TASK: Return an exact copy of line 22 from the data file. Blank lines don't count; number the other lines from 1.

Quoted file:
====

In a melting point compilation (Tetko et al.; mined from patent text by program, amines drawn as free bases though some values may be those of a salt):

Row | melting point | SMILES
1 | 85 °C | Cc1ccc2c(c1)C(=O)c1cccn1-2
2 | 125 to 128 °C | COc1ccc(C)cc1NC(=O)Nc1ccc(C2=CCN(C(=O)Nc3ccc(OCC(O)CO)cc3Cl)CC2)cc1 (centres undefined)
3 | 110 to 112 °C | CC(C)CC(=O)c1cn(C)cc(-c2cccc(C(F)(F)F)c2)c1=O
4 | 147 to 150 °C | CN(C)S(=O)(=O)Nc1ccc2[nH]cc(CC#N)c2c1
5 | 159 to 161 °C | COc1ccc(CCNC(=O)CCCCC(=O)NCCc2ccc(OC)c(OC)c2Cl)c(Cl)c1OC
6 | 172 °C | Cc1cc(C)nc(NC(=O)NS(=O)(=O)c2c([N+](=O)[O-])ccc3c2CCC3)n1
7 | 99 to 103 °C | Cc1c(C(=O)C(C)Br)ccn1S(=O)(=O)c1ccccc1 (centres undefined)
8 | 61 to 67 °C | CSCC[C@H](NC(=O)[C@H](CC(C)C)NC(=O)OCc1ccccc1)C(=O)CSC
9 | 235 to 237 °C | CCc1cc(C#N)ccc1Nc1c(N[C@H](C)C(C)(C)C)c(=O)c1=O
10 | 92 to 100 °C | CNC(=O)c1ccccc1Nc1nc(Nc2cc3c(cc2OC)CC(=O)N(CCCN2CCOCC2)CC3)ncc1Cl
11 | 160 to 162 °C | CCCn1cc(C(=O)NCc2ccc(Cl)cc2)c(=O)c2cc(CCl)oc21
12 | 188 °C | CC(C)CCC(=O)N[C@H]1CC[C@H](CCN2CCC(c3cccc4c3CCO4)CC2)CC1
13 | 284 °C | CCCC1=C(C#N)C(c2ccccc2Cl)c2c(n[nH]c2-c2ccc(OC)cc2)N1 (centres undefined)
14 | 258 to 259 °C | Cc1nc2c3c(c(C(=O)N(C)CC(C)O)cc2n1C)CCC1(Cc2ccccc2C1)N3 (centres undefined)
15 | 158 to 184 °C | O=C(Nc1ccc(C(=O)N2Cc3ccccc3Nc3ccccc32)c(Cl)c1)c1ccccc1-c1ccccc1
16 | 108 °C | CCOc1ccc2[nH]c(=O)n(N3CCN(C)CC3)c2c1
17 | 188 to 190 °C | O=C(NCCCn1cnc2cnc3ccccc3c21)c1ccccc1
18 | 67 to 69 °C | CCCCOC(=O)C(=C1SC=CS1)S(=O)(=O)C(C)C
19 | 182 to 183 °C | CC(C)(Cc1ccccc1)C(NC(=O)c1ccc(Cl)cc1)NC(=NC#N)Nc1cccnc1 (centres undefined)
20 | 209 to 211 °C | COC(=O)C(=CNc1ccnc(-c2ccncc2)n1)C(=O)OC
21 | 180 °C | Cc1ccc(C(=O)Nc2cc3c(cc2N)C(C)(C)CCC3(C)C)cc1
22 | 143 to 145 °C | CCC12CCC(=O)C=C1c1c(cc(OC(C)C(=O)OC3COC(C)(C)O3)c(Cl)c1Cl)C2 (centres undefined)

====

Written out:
20 | 209 to 211 °C | COC(=O)C(=CNc1ccnc(-c2ccncc2)n1)C(=O)OC